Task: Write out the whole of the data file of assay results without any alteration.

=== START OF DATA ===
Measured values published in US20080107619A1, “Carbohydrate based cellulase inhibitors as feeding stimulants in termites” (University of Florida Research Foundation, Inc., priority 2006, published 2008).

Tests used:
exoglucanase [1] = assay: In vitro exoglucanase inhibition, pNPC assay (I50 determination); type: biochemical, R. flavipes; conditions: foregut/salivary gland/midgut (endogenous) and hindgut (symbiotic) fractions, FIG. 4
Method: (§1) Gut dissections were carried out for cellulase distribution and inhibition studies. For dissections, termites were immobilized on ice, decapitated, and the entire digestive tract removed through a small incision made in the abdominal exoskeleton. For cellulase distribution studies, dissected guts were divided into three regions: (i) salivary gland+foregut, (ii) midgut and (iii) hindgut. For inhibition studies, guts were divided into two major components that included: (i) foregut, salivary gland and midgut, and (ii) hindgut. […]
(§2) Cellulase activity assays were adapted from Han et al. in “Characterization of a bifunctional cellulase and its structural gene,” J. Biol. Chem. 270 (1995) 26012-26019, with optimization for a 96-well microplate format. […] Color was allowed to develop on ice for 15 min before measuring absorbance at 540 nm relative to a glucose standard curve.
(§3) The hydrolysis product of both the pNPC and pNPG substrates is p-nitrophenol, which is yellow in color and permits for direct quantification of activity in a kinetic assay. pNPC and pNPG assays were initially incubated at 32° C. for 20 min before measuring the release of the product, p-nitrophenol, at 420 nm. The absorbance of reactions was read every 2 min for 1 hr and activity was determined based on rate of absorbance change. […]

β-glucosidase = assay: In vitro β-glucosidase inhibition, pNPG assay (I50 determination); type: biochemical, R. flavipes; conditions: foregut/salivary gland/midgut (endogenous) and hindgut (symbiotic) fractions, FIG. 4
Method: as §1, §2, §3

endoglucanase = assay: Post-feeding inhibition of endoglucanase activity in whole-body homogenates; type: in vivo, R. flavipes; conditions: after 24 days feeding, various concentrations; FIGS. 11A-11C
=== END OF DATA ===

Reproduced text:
Measured values published in US20080107619A1, “Carbohydrate based cellulase inhibitors as feeding stimulants in termites” (University of Florida Research Foundation, Inc., priority 2006, published 2008).

Tests used:
exoglucanase [1] = assay: In vitro exoglucanase inhibition, pNPC assay (I50 determination); type: biochemical, R. flavipes; conditions: foregut/salivary gland/midgut (endogenous) and hindgut (symbiotic) fractions, FIG. 4
Method: (§1) Gut dissections were carried out for cellulase distribution and inhibition studies. For dissections, termites were immobilized on ice, decapitated, and the entire digestive tract removed through a small incision made in the abdominal exoskeleton. For cellulase distribution studies, dissected guts were divided into three regions: (i) salivary gland+foregut, (ii) midgut and (iii) hindgut. For inhibition studies, guts were divided into two major components that included: (i) foregut, salivary gland and midgut, and (ii) hindgut. […]
(§2) Cellulase activity assays were adapted from Han et al. in “Characterization of a bifunctional cellulase and its structural gene,” J. Biol. Chem. 270 (1995) 26012-26019, with optimization for a 96-well microplate format. […] Color was allowed to develop on ice for 15 min before measuring absorbance at 540 nm relative to a glucose standard curve.
(§3) The hydrolysis product of both the pNPC and pNPG substrates is p-nitrophenol, which is yellow in color and permits for direct quantification of activity in a kinetic assay. pNPC and pNPG assays were initially incubated at 32° C. for 20 min before measuring the release of the product, p-nitrophenol, at 420 nm. The absorbance of reactions was read every 2 min for 1 hr and activity was determined based on rate of absorbance change. […]

β-glucosidase = assay: In vitro β-glucosidase inhibition, pNPG assay (I50 determination); type: biochemical, R. flavipes; conditions: foregut/salivary gland/midgut (endogenous) and hindgut (symbiotic) fractions, FIG. 4
Method: as §1, §2, §3

endoglucanase = assay: Post-feeding inhibition of endoglucanase activity in whole-body homogenates; type: in vivo, R. flavipes; conditions: after 24 days feeding, various concentrations; FIGS. 11A-11C